Treatment Practices and Outcomes After Blunt Cerebrovascular Injury in Children.

Neurosurgery 2016 Dec;79(6):872-878

*Department of Neurosurgery, Vanderbilt University, Division of Pediatric Neurosurgery, Monroe Carell Jr. Children's Hospital at Vanderbilt, Nashville, Tennessee; ‡Department of Neurosurgery, University of Utah School of Medicine, Division of Pediatric Neurosurgery, Primary Children's Hospital, Salt Lake City, Utah; §Department of Pediatrics, Division of Pediatric Neurology, Vanderbilt University, Nashville, Tennessee; ¶Department of Neurosurgery, Washington University in St. Louis, Division of Pediatric Neurosurgery, St. Louis Children's Hospital, St. Louis, Missouri; ‖Department of Neurosurgery, Baylor College of Medicine, Division of Pediatric Neurosurgery, Texas Children's Hospital, Houston, Texas.

Background: Pediatric blunt cerebrovascular injury (BCVI) lacks accepted treatment algorithms, and postinjury outcomes are ill defined.

Objective: To compare treatment practices among pediatric trauma centers and to describe outcomes for available treatment modalities.

Methods: Clinical and radiographic data were collected from a patient cohort with BCVI between 2003 and 2013 at 4 academic pediatric trauma centers.

Results: Among 645 pediatric patients evaluated with computed tomography angiography for BCVI, 57 vascular injuries (82% carotid artery, 18% vertebral artery) were diagnosed in 52 patients. Grade I (58%) and II (23%) injuries accounted for most lesions. Severe intracranial or intra-abdominal hemorrhage precluded antithrombotic therapy in 10 patients. Among the remaining patients, primary therapy was an antiplatelet agent in 14 (33%), anticoagulation in 8 (19%), endovascular intervention in 3 (7%), open surgery in 1 (2%), and no treatment in 16 (38%). Among 27 eligible grade I injuries, 16 (59%) were not treated, and the choice to not treat varied significantly among centers (P < .001). There were no complications from medical management. Glasgow Coma Scale (GCS) score <8 and increasing injury grade were predictors of injury progression (P = .001 and .004, respectively). Poor GCS score (P = .02), increasing injury grade (P = .03), and concomitant intracranial injury (P = .02) correlated with increased risk of mortality. Treatment modality did not correlate with progression of vascular injury or mortality.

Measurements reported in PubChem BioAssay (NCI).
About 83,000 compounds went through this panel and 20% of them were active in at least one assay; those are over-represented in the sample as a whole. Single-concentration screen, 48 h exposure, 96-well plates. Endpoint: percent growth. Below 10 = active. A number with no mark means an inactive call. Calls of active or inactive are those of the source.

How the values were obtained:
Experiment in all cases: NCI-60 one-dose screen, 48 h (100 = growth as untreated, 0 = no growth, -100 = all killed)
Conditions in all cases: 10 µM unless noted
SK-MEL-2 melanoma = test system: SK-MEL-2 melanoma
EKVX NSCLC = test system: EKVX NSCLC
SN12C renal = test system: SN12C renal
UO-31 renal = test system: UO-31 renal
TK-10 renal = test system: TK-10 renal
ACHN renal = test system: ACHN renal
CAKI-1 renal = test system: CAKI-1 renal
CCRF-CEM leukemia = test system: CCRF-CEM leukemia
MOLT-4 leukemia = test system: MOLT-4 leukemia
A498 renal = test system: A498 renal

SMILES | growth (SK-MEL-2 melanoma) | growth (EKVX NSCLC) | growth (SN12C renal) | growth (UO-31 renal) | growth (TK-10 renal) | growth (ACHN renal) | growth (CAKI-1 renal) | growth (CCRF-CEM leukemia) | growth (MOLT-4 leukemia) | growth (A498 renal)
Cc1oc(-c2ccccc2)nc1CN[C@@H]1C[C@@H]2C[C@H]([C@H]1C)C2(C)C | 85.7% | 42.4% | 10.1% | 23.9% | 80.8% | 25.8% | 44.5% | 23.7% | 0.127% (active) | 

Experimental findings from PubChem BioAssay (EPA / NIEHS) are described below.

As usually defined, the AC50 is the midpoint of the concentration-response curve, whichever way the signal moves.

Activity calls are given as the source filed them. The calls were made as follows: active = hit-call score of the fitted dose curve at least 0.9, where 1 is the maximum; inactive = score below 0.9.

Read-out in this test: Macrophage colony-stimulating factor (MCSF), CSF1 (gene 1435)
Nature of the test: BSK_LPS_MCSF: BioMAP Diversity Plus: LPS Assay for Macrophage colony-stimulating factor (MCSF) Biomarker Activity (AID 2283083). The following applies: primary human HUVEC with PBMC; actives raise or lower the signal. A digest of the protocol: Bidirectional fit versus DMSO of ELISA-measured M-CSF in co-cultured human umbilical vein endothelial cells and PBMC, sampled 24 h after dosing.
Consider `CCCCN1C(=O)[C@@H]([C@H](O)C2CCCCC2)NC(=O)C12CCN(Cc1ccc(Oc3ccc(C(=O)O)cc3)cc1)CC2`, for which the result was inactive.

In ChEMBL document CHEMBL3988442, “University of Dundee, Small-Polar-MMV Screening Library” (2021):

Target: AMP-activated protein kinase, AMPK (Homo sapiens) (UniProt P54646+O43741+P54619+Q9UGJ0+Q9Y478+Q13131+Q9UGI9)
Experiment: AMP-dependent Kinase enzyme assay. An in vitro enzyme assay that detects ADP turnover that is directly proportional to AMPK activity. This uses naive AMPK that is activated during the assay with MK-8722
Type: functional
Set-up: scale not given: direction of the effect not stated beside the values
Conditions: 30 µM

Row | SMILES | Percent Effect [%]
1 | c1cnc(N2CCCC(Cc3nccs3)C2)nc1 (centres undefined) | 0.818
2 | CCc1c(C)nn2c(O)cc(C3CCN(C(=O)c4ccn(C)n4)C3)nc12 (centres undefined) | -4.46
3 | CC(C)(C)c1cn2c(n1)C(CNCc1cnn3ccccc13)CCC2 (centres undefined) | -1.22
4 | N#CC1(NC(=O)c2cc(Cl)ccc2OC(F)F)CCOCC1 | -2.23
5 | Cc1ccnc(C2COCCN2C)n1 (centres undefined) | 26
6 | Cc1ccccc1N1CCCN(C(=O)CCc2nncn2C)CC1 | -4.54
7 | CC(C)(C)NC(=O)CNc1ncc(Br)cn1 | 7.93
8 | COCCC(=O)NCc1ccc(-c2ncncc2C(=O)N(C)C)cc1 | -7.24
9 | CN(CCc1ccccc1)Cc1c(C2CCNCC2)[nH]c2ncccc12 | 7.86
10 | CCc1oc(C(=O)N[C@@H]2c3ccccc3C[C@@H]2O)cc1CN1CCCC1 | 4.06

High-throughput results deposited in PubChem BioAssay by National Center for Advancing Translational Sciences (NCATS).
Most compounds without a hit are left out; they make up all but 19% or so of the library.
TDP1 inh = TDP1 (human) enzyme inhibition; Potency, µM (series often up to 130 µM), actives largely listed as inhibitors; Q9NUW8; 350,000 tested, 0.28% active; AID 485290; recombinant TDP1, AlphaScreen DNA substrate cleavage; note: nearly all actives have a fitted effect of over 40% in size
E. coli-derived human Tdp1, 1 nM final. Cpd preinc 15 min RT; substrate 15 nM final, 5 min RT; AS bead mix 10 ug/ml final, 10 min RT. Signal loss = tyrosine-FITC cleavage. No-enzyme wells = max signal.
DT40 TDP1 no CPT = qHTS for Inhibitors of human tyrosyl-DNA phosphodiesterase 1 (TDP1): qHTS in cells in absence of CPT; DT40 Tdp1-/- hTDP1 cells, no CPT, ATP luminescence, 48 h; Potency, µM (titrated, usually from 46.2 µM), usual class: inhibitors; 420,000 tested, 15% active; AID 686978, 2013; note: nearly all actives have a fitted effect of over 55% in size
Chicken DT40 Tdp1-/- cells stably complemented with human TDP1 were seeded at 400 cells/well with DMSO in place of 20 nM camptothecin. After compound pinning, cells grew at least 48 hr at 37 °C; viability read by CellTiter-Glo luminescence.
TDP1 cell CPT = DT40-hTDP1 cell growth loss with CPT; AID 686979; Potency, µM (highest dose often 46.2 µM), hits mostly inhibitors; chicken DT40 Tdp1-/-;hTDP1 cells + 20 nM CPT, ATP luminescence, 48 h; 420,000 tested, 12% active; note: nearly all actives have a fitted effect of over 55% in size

Conclusion: Treatment of BCVI with antiplatelet or anticoagulant therapy is safe and may confer modest benefit. Nonmodifiable factors, including presenting GCS score, vascular injury grade, and additional intracranial injury, remain the most important predictors of poor outcome.

Abbreviations: ATT, antithrombotic therapyBCVI, blunt cerebrovascular injuryCTA, computed tomography angiographyGCS, Glasgow Coma Scale.

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http://dx.doi.org/10.1227/NEU.0000000000001352DOI Listing
http://www.ncbi.nlm.nih.gov/pmc/articles/PMC5115974PMC
December 2016
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